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Wayne Cordeiro, Senior Pastor

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Jon Burgess

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Rod Shimabukuro

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Josiah Nordgren

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 John Danganan

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Swallowing Camels

Swallowing Camels

by Jon Burgess on November 26, 2019

Scripture

23“What sorrow awaits you teachers of religious law and you Pharisees. Hypocrites! For you are careful to tithe even the tiniest income from your herb gardens, the mint, the dill, and the cumin, but you ignore the more important aspects of the law—justice, mercy, and faith. You should tithe, yes, but do not neglect the more important things. 24Blind guides! You strain your water so you won’t accidentally swallow a gnat, but you swallow a camel! Matthew 23:23-24

Observation

This passage is known as “The Seven Woes” pulls no punches.  Jesus is calling the religious leaders on their legalism.  Their goal of appearing righteous has prevented them from living rightly and they are leading others in the wrong direction right along with them.  The bottom line is that they are missing the point!  They can brag about tithing mint while completely ignoring the ministry's needs all around them.  They can notice the nat in their drink while completely missing the need in front of them.  Leviticus 11:4,23 makes it clear that eating gnats and camels is forbidden but what’s worse?  Accidentally swallowing a bug won’t kill you, but swallowing a camel sure will.  Jesus is using hyperbole to reveal the absurdity.  What if a teacher gave student detention because he was slouching in his chair, but did nothing when he punched a classmate in the face?  That’s some mixed up priorities right?  Both are wrong, but the latter is far more devastating in its consequences than the former.  

Application

It seems that the natural inclination of a long-time Christian is to make a common practice out of swallowing camels.  We’ve become professionals at fixating on the small detail at the cost of the big picture and in the process we’ve lost our witness. It’s November so the Starbucks Christmas cups are out.  Remember the “Red Cup” controversy of 2015?  In response to the minimalist cup of that year, conservative Christian internet evangelist Joshua Feuerstein launched a counter-war on Starbucks, striking back at what he perceived to be their cup-based “war on Christmas.”  In a video titled “Starbucks REMOVED CHRISTMAS from their cups because they hate Jesus ... SO I PRANKED THEM ... and they HATE IT!!!!,” he outlined his complaint. “Do you realize that Starbucks wanted to take Christ and Christmas off of their brand new cups? That’s why they’re just plain red. Do you realize that Starbucks isn’t allowed to say ‘Merry Christmas’ to customers?” (The prank was that he told a barista his name was “Merry Christmas” so that they’d have to write it on the cup.)  Then some politicians and other Christians voices jumped on the bandwagon.  Could it be we were swallowing some camels along with our egg nog lattes?  Could it be that people need to see Jesus love through our actions rather than our activism?  Could it be that we would be much more effective in being the symbol of why Jesus came than fighting to have secular companies put Christian symbols on their cups?  One of the most heartbreaking examples of swallowing camels happened while I pastored in Seattle.  I had built a relationship with a local DJ during a wedding I performed and I had invited him and his family to attend.  On Sunday they finally came a woman from a conservative Baptist background approached him before I could intercept and asked him to take his hat off in church.  She let him know how disrespectful and rude it was to come to church dressed like that.  I didn’t see him or his family back at church for a long time.  Is it true that it’s respectful to take your hat off in church?  Of course.  But, in the process of defending the surface appearance she had disrespected the work of the Spirit in this man’s soul. If we aren’t careful we will do the enemy's job for him.  We will run off any of the seekers in the church whenever we operate out of self-righteousness rather than Christ’s righteousness.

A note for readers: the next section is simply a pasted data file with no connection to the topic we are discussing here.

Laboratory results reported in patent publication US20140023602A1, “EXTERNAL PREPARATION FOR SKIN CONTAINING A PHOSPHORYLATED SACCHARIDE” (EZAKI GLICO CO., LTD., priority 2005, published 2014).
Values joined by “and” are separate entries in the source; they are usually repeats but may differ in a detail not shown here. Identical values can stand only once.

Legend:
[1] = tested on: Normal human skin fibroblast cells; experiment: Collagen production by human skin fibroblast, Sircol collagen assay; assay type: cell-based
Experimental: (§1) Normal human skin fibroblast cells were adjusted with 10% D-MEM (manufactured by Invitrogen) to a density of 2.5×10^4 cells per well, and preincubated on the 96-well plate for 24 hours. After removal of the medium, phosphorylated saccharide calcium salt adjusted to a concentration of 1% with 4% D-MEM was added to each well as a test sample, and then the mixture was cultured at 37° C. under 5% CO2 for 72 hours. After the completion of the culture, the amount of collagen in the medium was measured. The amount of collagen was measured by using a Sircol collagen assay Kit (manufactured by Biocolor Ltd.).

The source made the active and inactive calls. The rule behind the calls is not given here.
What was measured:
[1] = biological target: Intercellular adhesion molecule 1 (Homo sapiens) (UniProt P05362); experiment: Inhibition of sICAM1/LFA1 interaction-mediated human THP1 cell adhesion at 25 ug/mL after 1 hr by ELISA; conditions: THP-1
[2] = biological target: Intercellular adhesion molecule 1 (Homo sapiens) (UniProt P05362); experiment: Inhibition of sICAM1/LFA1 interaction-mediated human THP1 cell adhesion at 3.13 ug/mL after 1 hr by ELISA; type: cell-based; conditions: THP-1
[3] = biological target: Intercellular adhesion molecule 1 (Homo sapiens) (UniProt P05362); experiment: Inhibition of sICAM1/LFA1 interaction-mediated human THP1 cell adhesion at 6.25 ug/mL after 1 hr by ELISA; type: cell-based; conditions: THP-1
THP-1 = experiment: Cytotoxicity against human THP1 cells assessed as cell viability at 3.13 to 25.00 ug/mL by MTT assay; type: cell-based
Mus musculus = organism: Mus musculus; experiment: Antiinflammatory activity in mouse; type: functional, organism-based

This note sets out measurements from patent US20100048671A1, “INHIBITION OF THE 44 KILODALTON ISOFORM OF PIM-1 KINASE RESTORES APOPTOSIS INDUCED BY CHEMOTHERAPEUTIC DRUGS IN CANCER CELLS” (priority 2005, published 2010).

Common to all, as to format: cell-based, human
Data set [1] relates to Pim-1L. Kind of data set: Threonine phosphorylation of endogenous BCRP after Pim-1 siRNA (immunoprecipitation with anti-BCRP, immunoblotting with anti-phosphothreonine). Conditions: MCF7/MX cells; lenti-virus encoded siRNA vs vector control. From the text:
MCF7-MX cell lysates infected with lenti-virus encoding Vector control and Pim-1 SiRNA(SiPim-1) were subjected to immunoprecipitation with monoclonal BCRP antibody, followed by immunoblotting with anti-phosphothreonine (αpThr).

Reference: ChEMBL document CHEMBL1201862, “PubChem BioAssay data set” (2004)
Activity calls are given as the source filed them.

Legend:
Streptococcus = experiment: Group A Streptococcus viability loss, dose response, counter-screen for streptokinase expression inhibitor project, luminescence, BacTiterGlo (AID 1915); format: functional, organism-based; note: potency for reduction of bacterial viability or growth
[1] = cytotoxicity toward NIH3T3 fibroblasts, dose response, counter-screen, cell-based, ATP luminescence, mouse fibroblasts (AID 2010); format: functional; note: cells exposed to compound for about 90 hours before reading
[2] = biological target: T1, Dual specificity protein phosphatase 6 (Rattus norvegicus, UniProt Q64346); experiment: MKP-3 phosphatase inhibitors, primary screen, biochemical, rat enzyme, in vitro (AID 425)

Prayer

Lord, forgive us for washing the outside of the cup while leaving the inside filthy.  Help us to see the big picture again.  You were able to look past the sin of the prostitute and call out her purpose.  You were able to look past the diseased skin of the leper and see the leader.  You were able to call out the Pharisee in me and break my heart for those who don’t know You!  I’m so thankful I don’t have to be the judge.  That’s Your job.  You just call me to love big and to love people right where they’re at, unmarked red cups and all.

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